The biggest health news today concerned Alzheimer's Disease (AD). At an international conference in Hawaii, scientists are now urging more tests for AD.
That's probably a good idea, but in this announcement, we can note, yet again, a perversity in our current system: In America today, there more interest--at least in Washington DC--in financing care for the disease than there is financing a cure for the disease.
Typical was a report tonight on ABC News from reporter Linsey Davis, who noted that critics worried that the new guidelines could "double or even triple" the number of people diagnosed with AD. So we could see a huge increase in the number of people diagnosed with the disease--a disease that costs the country $170 billion a year now, and could cost more than a trillion dollars by 2050. Yet the federal government spends just $600 million a year on AD research, a number that has barely budged in the last five years.
So one can detect more than a little penny-wise-and-pound-foolish in Uncle Sam's spending priorities. We spend a fortune after people get sick with AD, but just a pittance to keep them from getting sick.
To be sure, we should help people in need. And in terms of more testing, more data are good; as we have noted here at SMS, medical visionaries, such as Google's Sergei Brin, hope to use massive amounts of data, crunched by computers, to solve medical problems faster than the current method of clinical trials for prospective treatments.
Still, one can't help but wonder whether the push to identify more cases of AD doesn't have something to do with the dramatic liberalization, earlier this year, of the rules concerning getting government benefits for AD. In February 2010, the Obama administration quietly approved a vast increase in eligibility for "early onset" AD. Why the quiet? Because such an expansion, of course, was dramatically "off message" to the Obama mantra that Obamacare was going to "bend the curve" on healthcare costs. Yet while Obamans didn't make a big deal of that expansion, the Alzheimer’s Association trumpeted its success, the group even ran a full-page ad in The Washington Post, detailing its celebration of Uncle Sam’s action:
Of the 5.3 million Americans with Alzheimer’s disease, 200,000 have early-onset Alzheimer’s. Thanks to the Social Security Administration and changes to the Compassionate Allowances Initiative, decisions regarding the distribution of vital disability benefits to the early-onset population can now be made within weeks, instead of months or years.
So more federal money out the door. All in a good cause, perhaps, but the best cause is a cure.
Thus once again, we see the strange nature of our healthcare system: We are vastly more generous with funding of disease after people get it, than we are at helping people avoid getting it in the first place.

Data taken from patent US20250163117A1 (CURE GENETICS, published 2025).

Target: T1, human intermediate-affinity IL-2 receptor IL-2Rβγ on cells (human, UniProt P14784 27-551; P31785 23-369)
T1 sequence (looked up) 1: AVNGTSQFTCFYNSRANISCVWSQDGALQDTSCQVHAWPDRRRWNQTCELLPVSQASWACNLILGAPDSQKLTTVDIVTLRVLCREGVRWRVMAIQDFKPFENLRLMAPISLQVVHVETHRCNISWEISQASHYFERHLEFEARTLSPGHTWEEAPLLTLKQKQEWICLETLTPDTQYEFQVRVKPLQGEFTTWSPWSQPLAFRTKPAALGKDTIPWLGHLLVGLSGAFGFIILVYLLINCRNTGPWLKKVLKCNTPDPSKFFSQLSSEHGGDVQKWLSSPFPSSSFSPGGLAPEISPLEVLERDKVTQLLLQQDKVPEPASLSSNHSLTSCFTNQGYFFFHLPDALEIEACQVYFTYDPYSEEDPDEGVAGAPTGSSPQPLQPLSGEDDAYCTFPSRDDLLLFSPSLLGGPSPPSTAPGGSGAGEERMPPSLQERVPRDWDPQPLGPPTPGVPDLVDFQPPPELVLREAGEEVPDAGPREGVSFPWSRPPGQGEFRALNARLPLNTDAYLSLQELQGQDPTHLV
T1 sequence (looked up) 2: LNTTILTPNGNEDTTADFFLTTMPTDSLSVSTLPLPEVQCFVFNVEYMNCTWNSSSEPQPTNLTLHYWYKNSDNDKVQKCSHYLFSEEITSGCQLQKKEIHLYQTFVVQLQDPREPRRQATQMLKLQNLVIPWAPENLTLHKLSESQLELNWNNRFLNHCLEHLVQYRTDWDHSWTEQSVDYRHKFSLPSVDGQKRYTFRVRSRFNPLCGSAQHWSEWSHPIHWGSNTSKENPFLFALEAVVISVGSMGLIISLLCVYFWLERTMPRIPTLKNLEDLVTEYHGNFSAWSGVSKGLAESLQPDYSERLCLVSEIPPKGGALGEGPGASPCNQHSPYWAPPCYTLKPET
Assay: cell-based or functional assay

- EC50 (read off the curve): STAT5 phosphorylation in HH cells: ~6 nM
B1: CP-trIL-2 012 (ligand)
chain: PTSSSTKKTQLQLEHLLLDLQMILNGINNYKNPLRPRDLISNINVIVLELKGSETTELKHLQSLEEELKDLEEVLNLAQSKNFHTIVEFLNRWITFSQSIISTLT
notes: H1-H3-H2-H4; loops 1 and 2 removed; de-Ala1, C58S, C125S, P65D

By helping people avoid disease, I don't just mean prevention through healthy eating and exercise and the avoidance of substance abuse, as important as those measures are. Plenty of people who live healthy lives still get sick. Some diseases--many diseases--are only avoided, or at least put off, by the application of Serious Medicine.
W. Edwards Deming would have a few things to say about this. Deming, the legendary management guru, died in 1993, but his wisdom about more efficient and effective systems will live for ever. Best known for his work with manufacturing companies, Deming was actually a student of all sorts of processes, including healthcare.
The heart of Deming’s philosophy was a rigorous statistics-based approach to monitoring efficiency and quality--Deming had been trained as a mathematician and physicist--combined with on-the-floor observation of production processes that Deming witnessed over the nine decades of his life.
As Deming wrote in his book, Out of the Crisis, the central objective of all his work was quality assurance, as opposed to quality control. That is, build the quality in at the beginning, because building it right the first time is much more efficient than checking for quality after the fact. As he explained, “Inspection to improve quality is too late, ineffective, costly. . . . Quality comes not from inspection, but from improvement in the production process”
As Deming said, the mere measuring of statistics as they are generated is akin to keeping track of statistics on accidents: “They tell you all about the number of accidents in the home, on the road, and at the work place, but they do not tell you how to reduce the frequency of accidents.”
Thus we can see the application to healthcare. Focus on the quality of health, not the quality of the treatment. Because prevention is cheaper than treatment. Vaccines are cheaper than surgery. And so on.
The Deming Way can be seen as a matter of timing: get on the left side of the event curve. Plan for health, not for sickness.
And that's what we should be doing with AD, but we aren't. We starve the cure effort in advance, and then shower money on people they get sick. Dr. Deming would tell us that we have to do a lot better.